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Higher Education and Mining Law
“The Current Status of Cyanide Regulations” is based on a presentation that Professor Jan Laitos from the University of Denver gave at E&MJ’s Mineral Processing Conference. He has litigated several cases for mining companies, most notably an effort to overturn Montana’s I-137, which prevented Canyon Resources from opening the Seven-Up Pete mine. Before introducing him, we discussed over dinner how mining law in the U.S. is being taught.
Today, in the U.S., there are more than 170 law schools that are training students in law and legal disciplines, many of whom will become lawyers. Among these law schools, readers might be surprised to learn that there are few tenured or full-time tenure track professors who teach or who are dedicated to teaching mining law. Mining law today is taught primarily by “adjunct” or part-time professors, typically lawyers from firms who work in the field of mining law. As an example, Laitos said that he, as a law professor, writes survey books in the area of natural resources law of which one topic might be mining law. The University of Denver, Laitos explained, probably does a better job than most universities to try to emphasize the world of mining because of its location.
It seems the days of having a law professor who writes and publishes extensively in the field of mining law, and who has experience on the topic of hard rock mining, may be numbered. The usual exposure that law students have today with respect to mining law would come from what they read in an environmental law case where the focus would be on the Clean Air Act, the Clean Water Act, the Endangered Species Act, the National Environmental Policy Act, etc., as it applies to non-governmental organizations (NGOs) or environmental activists trying to stop an operating mine or keep a potential mine from being permitted. Sadly, Laitos commented, environmental law is often the context by which law students are being trained today with respect to mining law.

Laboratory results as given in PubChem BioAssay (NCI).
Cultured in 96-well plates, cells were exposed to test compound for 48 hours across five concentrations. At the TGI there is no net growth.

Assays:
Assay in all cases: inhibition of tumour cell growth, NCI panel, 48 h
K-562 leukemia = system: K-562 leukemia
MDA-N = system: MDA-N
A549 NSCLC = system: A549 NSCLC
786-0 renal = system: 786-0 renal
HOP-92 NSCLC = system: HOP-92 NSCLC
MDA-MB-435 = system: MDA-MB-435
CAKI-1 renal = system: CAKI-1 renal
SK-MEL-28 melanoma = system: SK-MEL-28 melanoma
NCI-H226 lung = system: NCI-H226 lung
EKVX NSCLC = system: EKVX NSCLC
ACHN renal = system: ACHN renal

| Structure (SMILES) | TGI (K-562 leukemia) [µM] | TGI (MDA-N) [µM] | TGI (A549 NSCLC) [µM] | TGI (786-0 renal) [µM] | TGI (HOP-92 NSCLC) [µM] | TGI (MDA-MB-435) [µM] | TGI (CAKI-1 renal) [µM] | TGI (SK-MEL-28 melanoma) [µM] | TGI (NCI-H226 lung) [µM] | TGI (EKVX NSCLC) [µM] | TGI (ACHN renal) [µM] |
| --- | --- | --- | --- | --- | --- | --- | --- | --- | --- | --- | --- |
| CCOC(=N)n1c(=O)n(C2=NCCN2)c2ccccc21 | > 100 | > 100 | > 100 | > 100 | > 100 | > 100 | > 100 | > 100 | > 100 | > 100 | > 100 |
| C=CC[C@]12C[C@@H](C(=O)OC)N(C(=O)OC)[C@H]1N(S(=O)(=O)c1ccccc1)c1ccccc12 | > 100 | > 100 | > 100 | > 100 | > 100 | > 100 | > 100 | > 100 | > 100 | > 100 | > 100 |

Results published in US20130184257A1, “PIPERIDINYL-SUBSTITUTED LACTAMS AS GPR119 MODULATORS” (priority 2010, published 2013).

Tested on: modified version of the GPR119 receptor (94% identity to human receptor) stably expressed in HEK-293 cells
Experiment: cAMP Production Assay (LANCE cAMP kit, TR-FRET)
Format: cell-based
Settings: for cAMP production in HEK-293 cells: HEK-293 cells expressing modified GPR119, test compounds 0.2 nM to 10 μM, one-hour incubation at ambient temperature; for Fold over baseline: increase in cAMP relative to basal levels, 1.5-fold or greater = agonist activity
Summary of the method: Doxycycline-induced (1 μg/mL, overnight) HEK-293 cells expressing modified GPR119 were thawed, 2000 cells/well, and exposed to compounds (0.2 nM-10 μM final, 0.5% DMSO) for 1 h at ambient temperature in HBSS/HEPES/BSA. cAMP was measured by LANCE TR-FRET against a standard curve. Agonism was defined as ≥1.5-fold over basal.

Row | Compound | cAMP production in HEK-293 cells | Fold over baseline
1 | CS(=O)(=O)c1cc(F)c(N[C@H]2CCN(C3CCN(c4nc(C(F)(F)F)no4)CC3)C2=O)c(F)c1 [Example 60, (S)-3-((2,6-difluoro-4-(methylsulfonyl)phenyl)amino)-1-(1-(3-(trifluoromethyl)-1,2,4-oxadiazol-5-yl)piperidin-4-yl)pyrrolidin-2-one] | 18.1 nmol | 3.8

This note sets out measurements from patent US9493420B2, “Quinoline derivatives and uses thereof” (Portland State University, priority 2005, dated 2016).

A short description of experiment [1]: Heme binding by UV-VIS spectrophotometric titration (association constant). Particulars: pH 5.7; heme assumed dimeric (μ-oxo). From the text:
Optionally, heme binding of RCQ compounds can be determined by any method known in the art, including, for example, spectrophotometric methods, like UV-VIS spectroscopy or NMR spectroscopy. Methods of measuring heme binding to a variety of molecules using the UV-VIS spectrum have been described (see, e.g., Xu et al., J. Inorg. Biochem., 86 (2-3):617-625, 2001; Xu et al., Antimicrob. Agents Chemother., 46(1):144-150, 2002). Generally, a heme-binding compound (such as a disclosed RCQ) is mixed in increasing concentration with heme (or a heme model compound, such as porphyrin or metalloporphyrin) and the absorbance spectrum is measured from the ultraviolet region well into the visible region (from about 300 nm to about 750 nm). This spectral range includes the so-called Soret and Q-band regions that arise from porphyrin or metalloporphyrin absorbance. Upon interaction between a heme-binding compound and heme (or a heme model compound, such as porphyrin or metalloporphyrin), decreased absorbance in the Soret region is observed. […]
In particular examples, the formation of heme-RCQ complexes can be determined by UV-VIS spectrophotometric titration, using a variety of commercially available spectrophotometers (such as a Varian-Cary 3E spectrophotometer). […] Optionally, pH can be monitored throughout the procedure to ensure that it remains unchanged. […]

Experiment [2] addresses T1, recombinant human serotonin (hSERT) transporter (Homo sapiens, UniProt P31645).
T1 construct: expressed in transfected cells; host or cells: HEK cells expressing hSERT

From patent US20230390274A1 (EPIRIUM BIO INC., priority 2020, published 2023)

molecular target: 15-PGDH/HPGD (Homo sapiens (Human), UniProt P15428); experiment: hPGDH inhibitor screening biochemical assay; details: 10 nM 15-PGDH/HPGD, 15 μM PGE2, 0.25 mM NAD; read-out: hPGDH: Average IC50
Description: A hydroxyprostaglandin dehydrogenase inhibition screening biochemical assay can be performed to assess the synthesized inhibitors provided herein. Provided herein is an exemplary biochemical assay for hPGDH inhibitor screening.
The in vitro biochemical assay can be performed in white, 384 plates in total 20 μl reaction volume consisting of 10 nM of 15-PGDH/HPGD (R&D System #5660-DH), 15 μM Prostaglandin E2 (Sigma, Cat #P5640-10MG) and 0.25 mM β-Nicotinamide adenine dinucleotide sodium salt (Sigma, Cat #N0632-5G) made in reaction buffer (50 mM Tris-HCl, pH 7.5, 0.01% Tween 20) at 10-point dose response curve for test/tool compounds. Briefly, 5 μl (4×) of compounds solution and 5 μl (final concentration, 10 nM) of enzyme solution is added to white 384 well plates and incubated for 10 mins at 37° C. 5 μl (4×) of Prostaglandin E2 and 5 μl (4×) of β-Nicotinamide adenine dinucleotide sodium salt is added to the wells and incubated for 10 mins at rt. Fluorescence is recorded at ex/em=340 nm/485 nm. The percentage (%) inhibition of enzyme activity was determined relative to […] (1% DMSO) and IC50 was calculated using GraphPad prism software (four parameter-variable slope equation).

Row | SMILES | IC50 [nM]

In the future, one of the areas of concern for companies operating mines in the U.S. should be centered around this trend where, in law schools, the emphasis is not on mining law or extractive industries law (e.g., oil and gas law), but rather the environmental dimensions of permitting a mine, or the many ways that environmental law may be used to attack a mining company. The idea of training individuals on how to get a mine up and working, and survive in this regulatory environment of environmental law, is one that may be taught in engineering programs, but it is not typically taught in American law schools.
While they understand his frustration, not all attorneys practicing law in mining share Laitos’ sentiments. They agree mining law as a discrete subject worthy of a full-time law professor has become an endangered species, but they also believe that it is a function of demand. If law students are not demanding it, universities are not going to offer it. Those that do seek more education and training are finding it from other sources such as the Rocky Mountain Mineral Law Foundation. As far as a dying discipline, the foundation not only educates western U.S. lawyers on mining, but it has also started to offer courses abroad and these services are in high demand.